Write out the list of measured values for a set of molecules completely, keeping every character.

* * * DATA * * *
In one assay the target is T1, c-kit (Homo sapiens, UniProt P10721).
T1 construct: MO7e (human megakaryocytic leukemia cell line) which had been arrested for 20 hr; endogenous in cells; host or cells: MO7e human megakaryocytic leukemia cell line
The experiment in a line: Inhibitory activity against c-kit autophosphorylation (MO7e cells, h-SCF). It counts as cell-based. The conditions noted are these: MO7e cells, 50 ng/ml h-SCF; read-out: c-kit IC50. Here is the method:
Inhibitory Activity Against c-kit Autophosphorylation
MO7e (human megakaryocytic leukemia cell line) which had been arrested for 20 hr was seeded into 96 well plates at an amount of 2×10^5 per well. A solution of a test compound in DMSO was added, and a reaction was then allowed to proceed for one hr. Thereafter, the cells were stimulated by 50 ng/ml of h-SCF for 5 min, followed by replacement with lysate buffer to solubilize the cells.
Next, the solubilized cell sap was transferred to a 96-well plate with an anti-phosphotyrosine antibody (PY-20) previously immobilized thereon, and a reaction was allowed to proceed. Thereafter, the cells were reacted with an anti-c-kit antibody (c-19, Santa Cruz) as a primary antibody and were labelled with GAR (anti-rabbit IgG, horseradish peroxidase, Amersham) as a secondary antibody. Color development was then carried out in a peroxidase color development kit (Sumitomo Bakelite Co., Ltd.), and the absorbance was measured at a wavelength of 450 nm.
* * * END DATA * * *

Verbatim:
In one assay the target is T1, c-kit (Homo sapiens, UniProt P10721).
T1 construct: MO7e (human megakaryocytic leukemia cell line) which had been arrested for 20 hr; endogenous in cells; host or cells: MO7e human megakaryocytic leukemia cell line
The experiment in a line: Inhibitory activity against c-kit autophosphorylation (MO7e cells, h-SCF). It counts as cell-based. The conditions noted are these: MO7e cells, 50 ng/ml h-SCF; read-out: c-kit IC50. Here is the method:
Inhibitory Activity Against c-kit Autophosphorylation
MO7e (human megakaryocytic leukemia cell line) which had been arrested for 20 hr was seeded into 96 well plates at an amount of 2×10^5 per well. A solution of a test compound in DMSO was added, and a reaction was then allowed to proceed for one hr. Thereafter, the cells were stimulated by 50 ng/ml of h-SCF for 5 min, followed by replacement with lysate buffer to solubilize the cells.
Next, the solubilized cell sap was transferred to a 96-well plate with an anti-phosphotyrosine antibody (PY-20) previously immobilized thereon, and a reaction was allowed to proceed. Thereafter, the cells were reacted with an anti-c-kit antibody (c-19, Santa Cruz) as a primary antibody and were labelled with GAR (anti-rabbit IgG, horseradish peroxidase, Amersham) as a secondary antibody. Color development was then carried out in a peroxidase color development kit (Sumitomo Bakelite Co., Ltd.), and the absorbance was measured at a wavelength of 450 nm.